There's no denying that Sunday night's tilt between the Cowboys and Eagles is a big one. The Eagles are 8-1, but untested, with their best win coming over the Panthers on Oct. 12. Beating the Cowboys in front of what's sure to be huge national TV audience in prime time will validate their hot start, solidifying the Eagles as the front-runner for the NFC's top playoff seed. If the Cowboys can pull off the upset, they'll curb growing fears about their ability to weather Ezekiel Elliott's extended absence and pull themselves to within two games of the Eagles in the NFC East, with one game between the two clubs still to go.
So it's a big game, worthy of its spot as NBC's game of the week, but it's a much bigger game for the Cowboys than it is for their rivals from Philadelphia. If the Cowboys win Sunday, it's a bonus for a team that could use one, but if the Eagles lose, it could set them up for a second half collapse thanks to a rugged closing schedule.
It's hard to imagine the Cowboys being in a worse spot. Elliott, who formally dropped his appeal of his six-game suspension on Wednesday, is sitting out for the second week in a row. Linebacker Sean Lee, the team's best defensive player, won't be on the field either, after injuring his hamstring during the first quarter of the Cowboys' loss in Atlanta on Sunday. All-Pro left tackle Tyron Smith, the linchpin of the Cowboys' offensive line is likely to be out for the second week in a row, an especially portentous development considering that his replacement against the Falcons, Chaz Green, gave up six sacks in three-plus quarters of action.
The Cowboys have made adjustments this week to deal with their missing stars. Middle linebacker Justin Durant, inactive for the game against the Falcons, will play for the first time in a month against the Eagles. Durant isn't as good as Lee, but he is better covering flat and intermediate passing routes run by running backs than the Cowboys other option up the middle, Jaylon Smith. Durant could prove a steadying influence on the Lee-less defense and will allow the Cowboys regular middle linebacker, Anthony Hitchens, to take over for Lee on the weak side. At left tackle, Byron Bell is expected to get the start over Green, and the Cowboys offensive staff will have had a week more to figure out how to cover Smith's absence.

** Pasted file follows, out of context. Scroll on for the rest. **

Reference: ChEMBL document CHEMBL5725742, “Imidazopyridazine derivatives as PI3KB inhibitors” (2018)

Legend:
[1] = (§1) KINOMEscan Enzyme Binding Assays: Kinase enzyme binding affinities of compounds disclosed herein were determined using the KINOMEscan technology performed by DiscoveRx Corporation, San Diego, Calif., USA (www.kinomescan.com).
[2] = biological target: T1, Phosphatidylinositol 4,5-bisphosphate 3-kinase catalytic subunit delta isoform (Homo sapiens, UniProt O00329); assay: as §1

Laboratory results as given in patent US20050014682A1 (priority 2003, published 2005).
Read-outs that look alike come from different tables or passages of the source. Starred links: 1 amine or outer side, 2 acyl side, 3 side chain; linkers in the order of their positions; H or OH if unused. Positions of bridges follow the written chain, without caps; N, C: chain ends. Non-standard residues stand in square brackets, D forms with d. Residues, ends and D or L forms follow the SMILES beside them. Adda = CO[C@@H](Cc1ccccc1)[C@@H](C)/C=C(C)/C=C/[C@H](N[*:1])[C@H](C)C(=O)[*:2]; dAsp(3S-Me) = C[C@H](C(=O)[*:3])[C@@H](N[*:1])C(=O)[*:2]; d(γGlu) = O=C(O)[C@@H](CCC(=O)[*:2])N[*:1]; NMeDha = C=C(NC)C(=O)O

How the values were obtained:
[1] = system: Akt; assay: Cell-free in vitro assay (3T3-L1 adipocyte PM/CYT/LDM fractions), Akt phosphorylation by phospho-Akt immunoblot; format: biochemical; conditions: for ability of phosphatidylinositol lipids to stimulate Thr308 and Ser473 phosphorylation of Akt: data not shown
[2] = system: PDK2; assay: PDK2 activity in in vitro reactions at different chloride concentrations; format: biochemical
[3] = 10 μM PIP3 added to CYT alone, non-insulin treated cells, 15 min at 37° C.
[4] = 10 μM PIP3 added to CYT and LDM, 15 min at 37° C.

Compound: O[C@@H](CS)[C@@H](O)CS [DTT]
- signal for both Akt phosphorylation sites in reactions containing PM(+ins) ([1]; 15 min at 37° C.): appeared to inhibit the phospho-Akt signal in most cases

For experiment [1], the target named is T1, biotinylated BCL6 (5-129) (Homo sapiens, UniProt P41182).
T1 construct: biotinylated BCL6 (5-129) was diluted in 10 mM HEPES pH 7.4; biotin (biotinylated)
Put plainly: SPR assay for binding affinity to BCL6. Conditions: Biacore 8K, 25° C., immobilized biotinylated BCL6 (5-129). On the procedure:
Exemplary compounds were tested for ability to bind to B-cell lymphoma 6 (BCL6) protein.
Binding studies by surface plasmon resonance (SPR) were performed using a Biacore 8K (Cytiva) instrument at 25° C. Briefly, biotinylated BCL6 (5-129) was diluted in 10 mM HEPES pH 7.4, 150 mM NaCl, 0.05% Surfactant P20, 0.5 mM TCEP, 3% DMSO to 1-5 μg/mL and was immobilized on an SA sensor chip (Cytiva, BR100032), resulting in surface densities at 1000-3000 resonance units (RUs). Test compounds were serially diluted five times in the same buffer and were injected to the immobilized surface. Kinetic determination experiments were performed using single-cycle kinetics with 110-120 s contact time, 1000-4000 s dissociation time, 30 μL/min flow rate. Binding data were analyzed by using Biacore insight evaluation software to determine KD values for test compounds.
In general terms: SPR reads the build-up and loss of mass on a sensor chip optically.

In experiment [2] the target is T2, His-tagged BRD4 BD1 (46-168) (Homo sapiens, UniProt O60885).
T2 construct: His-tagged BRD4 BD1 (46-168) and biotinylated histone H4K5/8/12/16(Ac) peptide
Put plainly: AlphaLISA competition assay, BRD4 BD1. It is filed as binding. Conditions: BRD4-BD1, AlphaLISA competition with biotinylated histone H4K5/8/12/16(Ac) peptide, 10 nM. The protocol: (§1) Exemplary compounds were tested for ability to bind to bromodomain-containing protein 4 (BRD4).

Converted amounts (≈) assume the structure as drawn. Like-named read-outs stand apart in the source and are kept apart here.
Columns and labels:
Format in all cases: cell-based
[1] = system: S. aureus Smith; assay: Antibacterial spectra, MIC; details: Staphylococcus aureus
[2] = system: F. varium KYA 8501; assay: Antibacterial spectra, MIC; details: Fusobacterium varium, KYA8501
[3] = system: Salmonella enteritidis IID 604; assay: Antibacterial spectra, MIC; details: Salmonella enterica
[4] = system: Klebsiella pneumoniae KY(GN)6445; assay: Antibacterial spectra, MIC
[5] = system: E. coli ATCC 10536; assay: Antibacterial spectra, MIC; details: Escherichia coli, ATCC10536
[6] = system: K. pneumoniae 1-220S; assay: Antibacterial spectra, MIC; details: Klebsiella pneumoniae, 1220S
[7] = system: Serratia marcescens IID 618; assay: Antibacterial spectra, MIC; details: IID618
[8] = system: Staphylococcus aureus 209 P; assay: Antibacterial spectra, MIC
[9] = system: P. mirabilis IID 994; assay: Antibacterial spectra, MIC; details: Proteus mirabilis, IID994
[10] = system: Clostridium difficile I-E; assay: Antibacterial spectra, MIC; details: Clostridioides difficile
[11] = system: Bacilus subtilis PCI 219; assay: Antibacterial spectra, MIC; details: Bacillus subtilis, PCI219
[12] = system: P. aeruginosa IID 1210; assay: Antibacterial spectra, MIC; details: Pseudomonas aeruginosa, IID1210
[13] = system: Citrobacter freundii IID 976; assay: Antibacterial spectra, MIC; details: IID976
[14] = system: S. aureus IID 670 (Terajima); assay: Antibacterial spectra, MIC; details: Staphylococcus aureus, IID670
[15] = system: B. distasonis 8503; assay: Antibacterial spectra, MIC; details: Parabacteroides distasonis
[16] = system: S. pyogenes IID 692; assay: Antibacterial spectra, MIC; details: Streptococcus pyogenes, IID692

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Still, the Cowboys will face the Eagles being down three All-Pros. It's easy to envision continued struggles to move the football behind a hamstrung offense line, and to stop Philadelphia's potent, Carson Wentz-led offense from picking up yardage in chunks. The Eagles haven't proved they're great, but their offensive performances during their last two games against the Broncos and 49ers have shown that they have a potentially elite offense.
Whatever happens Sunday night, however, the Cowboys will have every opportunity to get well quickly. After taking on the Eagles, the Cowboys take on four straight teams with losing records — the 3-6 Chargers, the 4-5 Redskins, the 1-8 Giants and the 4-5 Raiders. With Smith expected back as early as Thanksgiving against San Diego and Lee trailing soon behind him, the Cowboys should win at least three of those games. Doing so would ensure the 3-3 split they needed from the six games Elliott is set to miss, leaving the Cowboys at 8-6 heading into a crucial game against the Seahawks on Christmas Eve, assuming they've lost to the Eagles Sunday. They'd have every chance to make the playoffs behind a healthy, rested Elliott.
If the Cowboys can pick off the Eagles — stranger things have happened, although the line on the game has recently crept up to Eagles -4.5, according to Bovada — they'll have an outside chance at a comeback run to the division title. After their tilt with the Cowboys in Arlington, the Eagles return home to take on the Bears, before heading west for a crucial two-game road swing against Seattle and the Los Angeles Rams. If they fumble one or both of those games, the Cowboys return trip to Philadelphia on the season's closing Sunday could be more meaningful than the Eagles would like.
Fully healthy and fully staffed, the Cowboys are one of the best teams in the league, as evidenced by their comprehensive win against the Chiefs earlier this month. If they're playing in the playoffs in January, they'll be the last team any of their potential opponents want to see. The trick is to get there.